Musashi explored other arts, such as poetry, acting, calligraphy, and tea ceremony. He established the school of martial arts ``two skies in one” (Niten Ichi-ryu), teaching the use of two swords. In 1643, he exiled himself to a mountain with the aim to write the Book of Five Rings. He died aged 62 years old two years later.
Insights and Lessons for our Times
From its purely formal conception, the book describes a series of stages designed to guide us along the path of personal growth in any field where we seek to develop. Musashi divides the book into an introduction presenting himself and five chapters, or rings, from which we chose the three most relevant in relation to our time:
Earth Manuscript: the importance of military strategy, or the "Way of strategy", sets out the spirit and moral requirements for understanding this domain. As the great swordsman explains, for any challenge we may be faced with, very few (if any) require the mastering of only one single skill. To master any field, it is argued, it is important to understand and master all the constituent parts of that peculiar field.
Water Manuscript: methods to achieve victory through certain techniques to master body and arms correctly. Focus is allocated particularly on the importance of “looking in” and “looking out”, as one seeks to maximise strategy. Within this context, we learn about the damaging nature of tunnel vision and blind spot. This is given by narrow approaches that push us to consider a limited number of solutions vis-à-vis challenges instead of valuing alternative course of action.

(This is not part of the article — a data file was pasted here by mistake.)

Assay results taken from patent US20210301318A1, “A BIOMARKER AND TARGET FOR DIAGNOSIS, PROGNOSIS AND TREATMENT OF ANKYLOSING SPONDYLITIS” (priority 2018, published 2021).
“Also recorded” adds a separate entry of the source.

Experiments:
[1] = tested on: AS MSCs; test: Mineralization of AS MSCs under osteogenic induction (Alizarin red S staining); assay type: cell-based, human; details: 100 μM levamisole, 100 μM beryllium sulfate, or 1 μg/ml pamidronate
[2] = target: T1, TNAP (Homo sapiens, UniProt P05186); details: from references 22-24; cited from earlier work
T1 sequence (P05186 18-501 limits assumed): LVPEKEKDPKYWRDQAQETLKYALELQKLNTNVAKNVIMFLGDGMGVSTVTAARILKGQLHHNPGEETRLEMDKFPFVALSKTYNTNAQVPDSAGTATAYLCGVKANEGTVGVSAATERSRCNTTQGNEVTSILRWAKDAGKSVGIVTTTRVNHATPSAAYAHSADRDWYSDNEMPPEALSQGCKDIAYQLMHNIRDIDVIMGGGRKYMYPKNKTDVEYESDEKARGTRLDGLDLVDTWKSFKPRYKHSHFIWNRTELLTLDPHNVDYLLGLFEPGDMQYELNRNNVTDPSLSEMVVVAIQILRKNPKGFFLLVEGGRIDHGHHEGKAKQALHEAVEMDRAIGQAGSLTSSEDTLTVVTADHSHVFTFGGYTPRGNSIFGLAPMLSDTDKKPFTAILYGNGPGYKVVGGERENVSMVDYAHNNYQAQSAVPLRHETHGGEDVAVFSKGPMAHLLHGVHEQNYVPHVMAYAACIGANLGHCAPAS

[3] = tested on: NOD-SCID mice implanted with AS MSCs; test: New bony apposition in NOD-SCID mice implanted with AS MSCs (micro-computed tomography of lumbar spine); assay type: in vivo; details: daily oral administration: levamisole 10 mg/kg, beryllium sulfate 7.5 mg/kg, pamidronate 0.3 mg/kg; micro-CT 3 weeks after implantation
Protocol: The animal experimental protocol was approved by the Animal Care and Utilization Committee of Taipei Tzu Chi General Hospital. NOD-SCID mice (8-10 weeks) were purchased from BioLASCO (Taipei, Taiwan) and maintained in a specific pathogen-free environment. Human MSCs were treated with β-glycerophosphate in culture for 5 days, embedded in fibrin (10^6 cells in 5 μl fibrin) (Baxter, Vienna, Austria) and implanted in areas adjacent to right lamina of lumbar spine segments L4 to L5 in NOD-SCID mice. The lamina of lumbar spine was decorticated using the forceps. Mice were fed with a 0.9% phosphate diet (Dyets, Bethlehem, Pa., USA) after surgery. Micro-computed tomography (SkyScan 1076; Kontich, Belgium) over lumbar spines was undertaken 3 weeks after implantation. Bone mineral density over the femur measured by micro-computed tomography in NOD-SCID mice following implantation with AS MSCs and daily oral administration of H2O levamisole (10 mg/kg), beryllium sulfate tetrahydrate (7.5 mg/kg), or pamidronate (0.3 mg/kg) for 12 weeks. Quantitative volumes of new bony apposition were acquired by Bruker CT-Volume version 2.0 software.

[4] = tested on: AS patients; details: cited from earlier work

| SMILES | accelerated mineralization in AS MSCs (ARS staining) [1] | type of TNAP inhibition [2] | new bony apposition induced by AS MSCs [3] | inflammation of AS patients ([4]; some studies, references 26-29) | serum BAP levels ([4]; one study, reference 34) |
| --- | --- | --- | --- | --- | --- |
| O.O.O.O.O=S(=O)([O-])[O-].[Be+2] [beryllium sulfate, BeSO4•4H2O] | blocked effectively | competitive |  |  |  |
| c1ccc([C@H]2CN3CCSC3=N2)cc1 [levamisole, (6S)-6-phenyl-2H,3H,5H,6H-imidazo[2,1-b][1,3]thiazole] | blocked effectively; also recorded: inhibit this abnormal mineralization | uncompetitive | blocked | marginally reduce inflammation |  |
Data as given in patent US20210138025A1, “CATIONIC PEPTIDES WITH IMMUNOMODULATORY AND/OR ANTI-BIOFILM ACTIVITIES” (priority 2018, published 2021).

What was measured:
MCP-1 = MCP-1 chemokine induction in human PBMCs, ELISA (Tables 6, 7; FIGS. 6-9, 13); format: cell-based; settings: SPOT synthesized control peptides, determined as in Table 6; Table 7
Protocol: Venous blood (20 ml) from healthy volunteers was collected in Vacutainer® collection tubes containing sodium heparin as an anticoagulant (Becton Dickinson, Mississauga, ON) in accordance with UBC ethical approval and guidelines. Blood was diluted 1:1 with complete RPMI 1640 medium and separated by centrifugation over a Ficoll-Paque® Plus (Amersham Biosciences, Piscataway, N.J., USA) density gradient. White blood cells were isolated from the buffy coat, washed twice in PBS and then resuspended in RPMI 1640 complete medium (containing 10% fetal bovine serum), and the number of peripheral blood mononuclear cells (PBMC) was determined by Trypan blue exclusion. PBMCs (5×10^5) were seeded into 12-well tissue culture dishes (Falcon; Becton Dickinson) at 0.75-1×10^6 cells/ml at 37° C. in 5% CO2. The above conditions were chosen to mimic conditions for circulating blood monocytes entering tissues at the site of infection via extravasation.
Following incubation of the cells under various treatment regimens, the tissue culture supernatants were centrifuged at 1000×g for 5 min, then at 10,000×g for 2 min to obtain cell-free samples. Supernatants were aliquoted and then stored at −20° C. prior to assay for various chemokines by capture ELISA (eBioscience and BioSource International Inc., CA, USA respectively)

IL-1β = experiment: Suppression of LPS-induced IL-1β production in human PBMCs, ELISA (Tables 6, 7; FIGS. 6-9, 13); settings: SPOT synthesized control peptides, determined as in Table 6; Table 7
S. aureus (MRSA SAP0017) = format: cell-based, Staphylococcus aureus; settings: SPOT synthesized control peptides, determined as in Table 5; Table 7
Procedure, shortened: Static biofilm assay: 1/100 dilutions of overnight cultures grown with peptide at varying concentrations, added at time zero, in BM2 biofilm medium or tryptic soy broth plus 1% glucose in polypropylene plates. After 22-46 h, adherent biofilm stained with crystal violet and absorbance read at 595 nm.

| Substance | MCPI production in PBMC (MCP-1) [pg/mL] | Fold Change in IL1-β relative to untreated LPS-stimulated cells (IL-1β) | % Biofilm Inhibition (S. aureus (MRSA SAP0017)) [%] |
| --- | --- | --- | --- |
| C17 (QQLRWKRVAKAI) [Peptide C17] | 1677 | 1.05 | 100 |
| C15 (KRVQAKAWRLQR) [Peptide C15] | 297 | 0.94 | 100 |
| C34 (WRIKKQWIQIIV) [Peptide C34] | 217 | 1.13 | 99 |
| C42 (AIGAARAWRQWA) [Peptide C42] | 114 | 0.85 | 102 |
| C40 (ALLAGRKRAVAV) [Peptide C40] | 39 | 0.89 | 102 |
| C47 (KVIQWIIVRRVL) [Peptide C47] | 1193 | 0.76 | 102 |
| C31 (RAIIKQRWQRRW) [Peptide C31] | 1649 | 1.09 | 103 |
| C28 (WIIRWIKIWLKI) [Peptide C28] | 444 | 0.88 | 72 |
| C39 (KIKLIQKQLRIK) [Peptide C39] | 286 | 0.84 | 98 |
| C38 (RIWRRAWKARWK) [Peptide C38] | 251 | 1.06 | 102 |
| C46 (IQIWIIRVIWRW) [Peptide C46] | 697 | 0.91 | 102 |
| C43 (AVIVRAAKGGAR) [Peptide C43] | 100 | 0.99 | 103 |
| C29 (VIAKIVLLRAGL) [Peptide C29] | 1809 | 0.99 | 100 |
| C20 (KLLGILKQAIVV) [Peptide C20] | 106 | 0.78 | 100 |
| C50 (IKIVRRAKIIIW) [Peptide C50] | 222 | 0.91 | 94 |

Fire Manuscript: describes techniques that have to do with different situations such as the environment where the fight is taking place, how to handle the mood of the opponent or what attitudes are to be adopted according to the situation. The most valuable word here is “timing”. The timing to decide when to fight or, conversely, when not to fight. Musashi teaches us to think deeply about our preparedness to fight life-battles. He explains how there is no shame in admitting we are not ready to overcome challenges. There is instead shame in knowing we are not ready and still convince ourselves we can fight and win. Whilst self-confidence remains key, right timing is even more important.
In general, this piece is about the type of honour and impeccable conduct that coexist with bushido. One could argue that its relevance to today's time is minimal. And yet, whilst focus is mostly military, the Book of the Five Rings can actually be applied to other, if not all, ethical and psychological dimensions that feature adversarial competition.
In truth, we claim it promotes effort and search for self-improvement through discipline, which greatly resonates to the kind of lessons we are to internalise in our daily lives.
 It is a term translated as "the way of the warrior", in the Japanese tradition. It is a strict and particular code of ethics to which many samurai (or bushi) gave their lives, demanding loyalty and honour until death.